Two-time teacher of the year Ebonee Weathers created the first Gay-Straight Alliance (GSA) at San Diego's Horace Mann Middle School. It’s something the educator didn’t get to have at the private Catholic school she attended when she was growing up in Seattle.
“I think it’s hugely important, and it’s something from my own upbringing and childhood [that] was missing,” Weathers told NBC Out. “And I wonder what kind of difference it could have made for me and other people who were seeking somebody to love them or support them and give them guidance.”
Weathers came out to her students her second year of teaching by hanging pictures of her wife and son in her classroom.
“I just decided I’m not going to hide it,” she said. “I’m just going to answer questions, and if that leads to more questions, then I’m OK with that.”
As Weathers came out, so did many of her students. She realized there were many who identified as LGBTQ who lacked a safe space, so she created a GSA.
“We’ve got close to 50 regular members, which are students that come from our school, but also we’ve got students who come from the local middle schools and high schools that are finding they don’t have a lot of support in their GSAs,” she said.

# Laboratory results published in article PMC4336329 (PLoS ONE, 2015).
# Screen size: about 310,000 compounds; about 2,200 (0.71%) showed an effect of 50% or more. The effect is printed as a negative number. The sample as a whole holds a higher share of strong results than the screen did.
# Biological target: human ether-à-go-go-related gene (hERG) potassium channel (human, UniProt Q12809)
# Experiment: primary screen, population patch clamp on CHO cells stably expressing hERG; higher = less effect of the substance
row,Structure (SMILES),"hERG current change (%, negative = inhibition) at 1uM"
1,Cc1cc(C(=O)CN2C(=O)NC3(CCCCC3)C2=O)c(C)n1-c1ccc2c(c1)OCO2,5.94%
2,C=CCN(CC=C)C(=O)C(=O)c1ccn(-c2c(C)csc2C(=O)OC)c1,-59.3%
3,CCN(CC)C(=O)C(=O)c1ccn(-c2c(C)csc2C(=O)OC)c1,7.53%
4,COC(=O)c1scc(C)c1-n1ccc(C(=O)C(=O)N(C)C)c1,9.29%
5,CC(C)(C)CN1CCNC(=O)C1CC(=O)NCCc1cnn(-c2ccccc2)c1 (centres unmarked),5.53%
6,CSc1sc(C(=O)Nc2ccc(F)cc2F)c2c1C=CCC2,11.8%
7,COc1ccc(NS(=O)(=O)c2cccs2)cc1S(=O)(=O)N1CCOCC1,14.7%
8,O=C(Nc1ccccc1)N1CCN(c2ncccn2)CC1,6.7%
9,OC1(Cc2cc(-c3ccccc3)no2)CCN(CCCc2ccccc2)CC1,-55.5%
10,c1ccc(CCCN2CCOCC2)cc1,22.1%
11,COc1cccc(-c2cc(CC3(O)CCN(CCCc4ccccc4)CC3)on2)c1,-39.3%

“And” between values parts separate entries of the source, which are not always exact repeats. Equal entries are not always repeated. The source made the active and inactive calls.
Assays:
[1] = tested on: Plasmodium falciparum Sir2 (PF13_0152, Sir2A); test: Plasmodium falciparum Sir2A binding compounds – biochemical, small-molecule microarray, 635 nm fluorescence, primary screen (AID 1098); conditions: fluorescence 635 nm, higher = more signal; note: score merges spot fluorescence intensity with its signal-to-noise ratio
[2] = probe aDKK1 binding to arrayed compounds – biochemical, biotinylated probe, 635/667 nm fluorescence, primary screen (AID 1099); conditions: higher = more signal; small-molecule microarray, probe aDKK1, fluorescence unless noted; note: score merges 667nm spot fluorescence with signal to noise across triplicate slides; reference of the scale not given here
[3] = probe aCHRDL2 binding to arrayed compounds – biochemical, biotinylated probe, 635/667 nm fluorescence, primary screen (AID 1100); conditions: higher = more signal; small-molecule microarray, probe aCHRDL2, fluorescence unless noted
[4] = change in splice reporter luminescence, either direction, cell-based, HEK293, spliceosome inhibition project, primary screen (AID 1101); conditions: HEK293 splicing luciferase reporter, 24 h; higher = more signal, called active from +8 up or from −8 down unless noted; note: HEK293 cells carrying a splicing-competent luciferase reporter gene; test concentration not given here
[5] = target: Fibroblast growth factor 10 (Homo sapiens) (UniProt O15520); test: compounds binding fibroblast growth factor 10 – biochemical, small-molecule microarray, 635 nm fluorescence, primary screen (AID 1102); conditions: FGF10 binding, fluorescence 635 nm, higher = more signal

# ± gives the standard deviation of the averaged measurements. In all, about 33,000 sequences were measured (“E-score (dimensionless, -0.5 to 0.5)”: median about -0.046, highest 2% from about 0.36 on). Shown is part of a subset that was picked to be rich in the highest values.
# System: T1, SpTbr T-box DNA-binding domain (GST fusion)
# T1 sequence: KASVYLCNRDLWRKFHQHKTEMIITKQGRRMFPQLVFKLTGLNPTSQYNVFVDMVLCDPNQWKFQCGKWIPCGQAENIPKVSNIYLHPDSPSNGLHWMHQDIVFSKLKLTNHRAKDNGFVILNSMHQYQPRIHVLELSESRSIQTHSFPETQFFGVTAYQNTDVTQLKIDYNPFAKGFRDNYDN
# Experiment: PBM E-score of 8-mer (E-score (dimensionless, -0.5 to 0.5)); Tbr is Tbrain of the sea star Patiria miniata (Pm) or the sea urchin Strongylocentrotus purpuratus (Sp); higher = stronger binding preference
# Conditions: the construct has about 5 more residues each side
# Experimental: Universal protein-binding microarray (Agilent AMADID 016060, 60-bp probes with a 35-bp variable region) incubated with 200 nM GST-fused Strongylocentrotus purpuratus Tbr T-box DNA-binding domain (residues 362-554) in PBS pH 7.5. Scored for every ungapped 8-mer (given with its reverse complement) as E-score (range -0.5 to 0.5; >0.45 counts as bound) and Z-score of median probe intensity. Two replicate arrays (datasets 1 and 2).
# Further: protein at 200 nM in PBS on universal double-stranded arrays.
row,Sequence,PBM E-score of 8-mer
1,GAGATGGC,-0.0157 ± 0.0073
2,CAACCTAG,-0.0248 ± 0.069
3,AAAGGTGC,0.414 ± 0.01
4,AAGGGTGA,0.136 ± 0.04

In April, the students created a campaign for the worldwide National Day of Silence, in which they took a vow to raise awareness around anti-LGBTQ bullying, harassment and discrimination.
“We had over 200 students come in and get ‘silence’ papers that they used on their desks that day to explain to their teachers and other adults why they wouldn’t be speaking,” she said.
Whether it’s going on advocacy field trips or getting to see a drag performance at a local high school, many students have found the GSA transformative, according to Weathers.
“I just feel like if it’s that one kid — that one student that feels like they are being supported by me or this [GSA] or something we are doing at school — then that’s what I’m looking for,” she said.
In addition to her support for LGBTQ students, Weathers is helping her pupils, many of them foreigners, assimilate to the U.S. The school has a program for political and economic refugees who come from war-torn nations and have a limited understanding of English.
“They are facing quite a bit of trauma from what they’ve seen and been through before they get here,” Weathers explained.
Being the difference in her students' lives is what drives the educator to be a change maker.
“I love letting kids know that they are safe, and they can be whoever they want to be, and that there is at least one person in the world that will love them and support them,” she concluded.
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